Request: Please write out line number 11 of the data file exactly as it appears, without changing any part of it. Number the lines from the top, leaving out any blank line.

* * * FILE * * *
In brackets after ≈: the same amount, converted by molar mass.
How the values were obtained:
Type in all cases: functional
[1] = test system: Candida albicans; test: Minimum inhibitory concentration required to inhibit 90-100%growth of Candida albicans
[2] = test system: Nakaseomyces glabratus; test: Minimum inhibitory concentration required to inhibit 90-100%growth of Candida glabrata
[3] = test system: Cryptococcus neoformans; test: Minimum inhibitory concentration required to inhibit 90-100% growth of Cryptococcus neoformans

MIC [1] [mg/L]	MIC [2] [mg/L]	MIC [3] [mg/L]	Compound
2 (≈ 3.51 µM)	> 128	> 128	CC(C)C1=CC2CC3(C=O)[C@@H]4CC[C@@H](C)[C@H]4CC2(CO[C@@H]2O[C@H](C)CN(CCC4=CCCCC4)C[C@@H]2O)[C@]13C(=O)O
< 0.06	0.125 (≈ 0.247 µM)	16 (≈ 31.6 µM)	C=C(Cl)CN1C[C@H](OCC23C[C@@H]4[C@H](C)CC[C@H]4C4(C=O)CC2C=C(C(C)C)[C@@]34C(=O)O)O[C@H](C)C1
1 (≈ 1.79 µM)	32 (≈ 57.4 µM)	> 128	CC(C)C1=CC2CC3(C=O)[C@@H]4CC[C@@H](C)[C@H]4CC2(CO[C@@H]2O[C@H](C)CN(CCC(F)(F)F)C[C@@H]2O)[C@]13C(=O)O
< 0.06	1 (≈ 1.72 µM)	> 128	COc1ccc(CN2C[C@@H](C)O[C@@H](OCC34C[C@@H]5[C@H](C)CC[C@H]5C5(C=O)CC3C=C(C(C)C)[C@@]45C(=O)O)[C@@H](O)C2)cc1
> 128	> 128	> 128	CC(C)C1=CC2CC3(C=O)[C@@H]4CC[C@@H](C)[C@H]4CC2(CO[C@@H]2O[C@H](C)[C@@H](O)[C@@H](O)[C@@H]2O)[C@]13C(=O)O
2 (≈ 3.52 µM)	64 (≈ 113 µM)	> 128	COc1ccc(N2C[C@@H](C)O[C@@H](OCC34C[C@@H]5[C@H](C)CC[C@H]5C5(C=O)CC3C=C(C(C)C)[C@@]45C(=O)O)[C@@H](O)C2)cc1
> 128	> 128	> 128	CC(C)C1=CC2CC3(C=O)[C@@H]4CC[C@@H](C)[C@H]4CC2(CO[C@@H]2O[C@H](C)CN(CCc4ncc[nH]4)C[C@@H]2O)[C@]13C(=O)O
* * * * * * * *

< 0.06	1 (≈ 1.72 µM)	> 128	COc1ccc(CN2C[C@@H](C)O[C@@H](OCC34C[C@@H]5[C@H](C)CC[C@H]5C5(C=O)CC3C=C(C(C)C)[C@@]45C(=O)O)[C@@H](O)C2)cc1